The exhibition of new sculptures by Richard Deacon that was presented at Haus Lange and Haus Esters in Krefeld in 1991 was not the first occasion on which the artist’s work had been shown there, but it nevertheless took its place as one of a significant sequence of exhibitions presented at this unique site. The architect of the two villas, constructed in adjacent grounds between 1927 and 1930, was Ludwig Mies van der Rohe, and they have been used as exhibition spaces for contemporary art since the 1950s and the 1980s respectively. The open vistas provided by these villas, the intense interplay between the inner and outer spaces together with the intrinsically sculptural nature of their design, perhaps contributed to the particular focus on sculpture and installations in the programme of exhibitions held there. At Haus Lange, outstanding examples in the period after 1955 were the exhibitions of work by Henri Laurens, Julio González, Alexander Calder, Jean Tinguely, Yves Klein, Arman, and Marcel Duchamp; and, in the period after 1969, the presentations by Sol LeWitt, Christo, Joseph Beuys, Carl Andre, and Isa Genzken. Following the opening of Haus Esters in 1981, there were exhibitions of work by Michael Asher, Daniel Buren, Bruce Nauman, Jannis Kounellis, Maria Nordman, Richard Serra, and Claes Oldenburg.1 At the same time a younger generation of artists was coming into play, leading to exhibitions of work by Reinhard Mucha, Thomas Schütte, Zvi Goldstein, Katharina Fritsch, Harald Klingelhöller, Franz West, Juan Muñoz, and others, some of whom had their first institutional exhibitions in these villas.2 After this came the era of Richard Deacon and the “new” form of sculpture that was making an impact in Europe and North America, having initially evolved in the shadow of the “new” expressive painting that seemed to dominate artistic activity at that time. The precursor to Deacon’s solo show in Krefeld in 1991 was the group exhibition Anderer Leute Kunst in 1987, in which the artist not only participated, but for which his work was also the inspiration for the exhibition’s title, a paraphrase of the title of his series, Art for Other People.3 All the artists represented in this exhibition were specifically interested in creating sculptural interconnections between autonomous forms, objecthood, and language.DOI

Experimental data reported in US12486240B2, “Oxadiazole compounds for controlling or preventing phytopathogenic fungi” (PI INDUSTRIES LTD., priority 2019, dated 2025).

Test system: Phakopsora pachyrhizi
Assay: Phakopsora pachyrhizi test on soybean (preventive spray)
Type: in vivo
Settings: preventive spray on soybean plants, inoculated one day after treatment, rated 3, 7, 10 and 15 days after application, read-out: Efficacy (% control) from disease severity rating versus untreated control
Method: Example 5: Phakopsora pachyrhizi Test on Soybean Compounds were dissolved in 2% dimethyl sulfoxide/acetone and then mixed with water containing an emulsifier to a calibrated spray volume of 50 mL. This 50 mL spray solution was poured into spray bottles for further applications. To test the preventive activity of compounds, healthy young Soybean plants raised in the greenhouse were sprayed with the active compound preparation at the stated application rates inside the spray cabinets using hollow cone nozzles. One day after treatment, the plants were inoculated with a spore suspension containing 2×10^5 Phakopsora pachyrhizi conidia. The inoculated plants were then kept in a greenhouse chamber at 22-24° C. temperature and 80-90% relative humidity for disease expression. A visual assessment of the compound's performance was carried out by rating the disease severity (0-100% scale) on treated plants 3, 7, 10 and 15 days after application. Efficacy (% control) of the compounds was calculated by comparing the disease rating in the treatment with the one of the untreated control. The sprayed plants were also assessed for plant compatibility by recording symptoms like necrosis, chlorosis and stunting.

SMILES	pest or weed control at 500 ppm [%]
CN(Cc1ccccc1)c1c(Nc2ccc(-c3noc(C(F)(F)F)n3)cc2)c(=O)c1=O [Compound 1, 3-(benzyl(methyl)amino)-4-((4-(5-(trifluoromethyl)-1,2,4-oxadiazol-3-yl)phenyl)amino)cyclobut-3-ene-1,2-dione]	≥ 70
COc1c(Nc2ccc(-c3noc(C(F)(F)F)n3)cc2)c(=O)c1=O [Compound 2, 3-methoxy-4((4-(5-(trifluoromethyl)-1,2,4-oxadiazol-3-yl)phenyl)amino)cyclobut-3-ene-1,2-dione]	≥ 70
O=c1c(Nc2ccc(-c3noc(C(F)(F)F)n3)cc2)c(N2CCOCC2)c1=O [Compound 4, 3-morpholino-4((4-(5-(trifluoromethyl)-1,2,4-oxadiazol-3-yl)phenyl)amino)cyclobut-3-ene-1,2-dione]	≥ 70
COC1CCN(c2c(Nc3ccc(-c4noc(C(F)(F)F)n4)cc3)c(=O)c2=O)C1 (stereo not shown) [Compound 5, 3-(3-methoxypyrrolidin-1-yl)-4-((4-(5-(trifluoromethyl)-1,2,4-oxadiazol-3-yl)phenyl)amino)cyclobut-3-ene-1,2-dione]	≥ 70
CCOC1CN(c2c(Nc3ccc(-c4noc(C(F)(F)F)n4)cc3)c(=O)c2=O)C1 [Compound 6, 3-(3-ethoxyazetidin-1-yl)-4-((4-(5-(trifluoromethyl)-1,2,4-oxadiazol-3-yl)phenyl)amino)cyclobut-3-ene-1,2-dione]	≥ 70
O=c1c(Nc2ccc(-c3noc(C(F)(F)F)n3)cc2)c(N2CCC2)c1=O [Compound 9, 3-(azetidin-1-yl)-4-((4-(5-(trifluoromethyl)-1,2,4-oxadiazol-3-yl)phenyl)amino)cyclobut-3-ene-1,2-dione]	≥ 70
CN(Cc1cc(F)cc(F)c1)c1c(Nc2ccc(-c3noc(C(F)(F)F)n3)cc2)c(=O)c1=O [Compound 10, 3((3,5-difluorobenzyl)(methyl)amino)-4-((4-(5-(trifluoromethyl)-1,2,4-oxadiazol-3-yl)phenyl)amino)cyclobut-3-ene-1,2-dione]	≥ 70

Deacon’s solo exhibition in 1991 was one of his most extensive to date and consisted almost entirely of new sculptures (and “drawings”) made for the occasion. Responding to the architecture of Van der Rohe’s similar, yet strikingly distinct, villas, Deacon aimed for a sense of emptiness in one (Haus Lange) and abundance in the other (Haus Esters)—to the extent that Mammoth (1989) appeared to put a visible strain on the capacity of the living room. The vitalist dynamics of the sculpture almost seemed to burst open the crystalline structure of the space. In other rooms, open and closed forms interacted in a variety of ways with the vast windows of Haus Esters and with the dialectics of inside/outside that are so characteristic of this architecture. The notion of emptiness in Haus Lange was addressed in two different ways, albeit again in relation to the internal/external theme of the architecture . On the upper floor the main focus was shifted to the terraces outside. Spectators viewed the sculptures from the empty bedrooms or from the garden below (fig. 1). On the ground floor only the living room was occupied, and contained two airy, semi-translucent sculptures, one of which was linked to its “twin” in Haus Esters (fig. 2) . Beyond that, everything played out on the literal membrane dividing the inside from the outside, that is, the large windows that define these spaces. Deacon created “drawings” on multi-layered, synthetic light-weight panels that fitted exactly into the window frames (fig. 3). But in Deacon’s thinking, emptiness and fullness also corresponded here to autonomy and dependence within the given space. The relatively conventional placement of the sculptures in Haus Esters gave them an air of independence. Their relationship to the architecture was pragmatic and formal. Deacon himself explained that, by contrast, pushing works to the very skin of Haus Lange and to places beyond the interior of the building, had “to do with the notion of evacuating the interior of the house to its outside, and putting the spectator in the position of being always in the wrong place”.4 In his consideration of the exhibition’s focus on the zone between inside and outside, between sculpture and the spectator, language also came into play. As he put it, he “tried from time to time to make the connection between the work and the world resemble the way in which speech exists between individuals”. His use of the conditions in Haus Lange was